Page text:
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AllSeen Alliance group of companies to work on 'Internet of Things'

updated 07:19 am EST, Tue December 10, 2013

Platform for interconnected devices based on Qualcomm Toq app software

A group of companies have banded together to help foster the adoption of interconnected devices, also known as the "Internet of Things" or the "Internet of Everything." Announced by the Linux Foundation, members of the AllSeen Alliance hope to work together on building a software platform for all of the devices to connect and communicate across.

The alliance will build upon the Qualcomm AllJoyn open source software platform, something already used by the Toq smart watch, with the software framework allowing for communication across Wi-Fi, Ethernet, and powerline networking, without the need for Internet access, and between devices from various manufacturers. Engineers from alliance companies and members of the open source community will expand the platform's usefulness, with the initial codebase being provided to developers through the alliance's website.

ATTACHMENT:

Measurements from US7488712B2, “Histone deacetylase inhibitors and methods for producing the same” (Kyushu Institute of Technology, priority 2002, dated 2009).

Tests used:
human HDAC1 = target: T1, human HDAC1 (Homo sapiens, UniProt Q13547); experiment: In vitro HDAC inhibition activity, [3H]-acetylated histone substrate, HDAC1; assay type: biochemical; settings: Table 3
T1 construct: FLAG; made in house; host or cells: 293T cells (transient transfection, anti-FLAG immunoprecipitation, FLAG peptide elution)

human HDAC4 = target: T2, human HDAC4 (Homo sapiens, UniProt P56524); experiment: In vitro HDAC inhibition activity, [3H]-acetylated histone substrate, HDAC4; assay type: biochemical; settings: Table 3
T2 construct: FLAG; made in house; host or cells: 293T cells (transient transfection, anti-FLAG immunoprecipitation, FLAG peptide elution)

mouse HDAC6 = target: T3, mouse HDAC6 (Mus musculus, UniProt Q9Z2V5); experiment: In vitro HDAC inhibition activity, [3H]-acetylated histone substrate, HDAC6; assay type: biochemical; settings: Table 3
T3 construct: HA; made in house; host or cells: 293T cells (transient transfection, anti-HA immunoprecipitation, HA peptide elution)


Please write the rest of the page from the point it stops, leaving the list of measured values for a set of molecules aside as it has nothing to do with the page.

Qualcomm Toq already uses AllJoyn platform
Qualcomm Toq already uses AllJoyn platform


The group of companies signing up for the effort is extensive and broad-ranging, reports. VentureBeat reports that, aside from the Linux Foundation and Qualcomm, the list includes LG, Panasonic, Sharp, Cisco, D-Link, doubleTwist, Fon, HTC, Sears, Lite-on, and TP-Link.

Jim Zemlin, executive director at the Linux Foundation, believes that the AllSeen Alliance "represents an unprecedented opportunity to advance the Internet of Everything for both home and industry." Rob Chandhok of Qualcomm said "The direct peer interactions that the AllJoyn-based framework enables will greatly enrich user experiences. We envision that users will be able to add the benefits of 'the Internet of Things near me' to the cloud-based services they already enjoy."

The basic idea of the Internet of Things is to allow devices and systems to automatically communicate with each other, allowing them to pass on or act upon specific information. Examples of its use include a refrigerator informing a shopping list mobile app that it is low on milk, or the resetting of a student's alarm clock if school for the day is canceled.



By Electronista Staff
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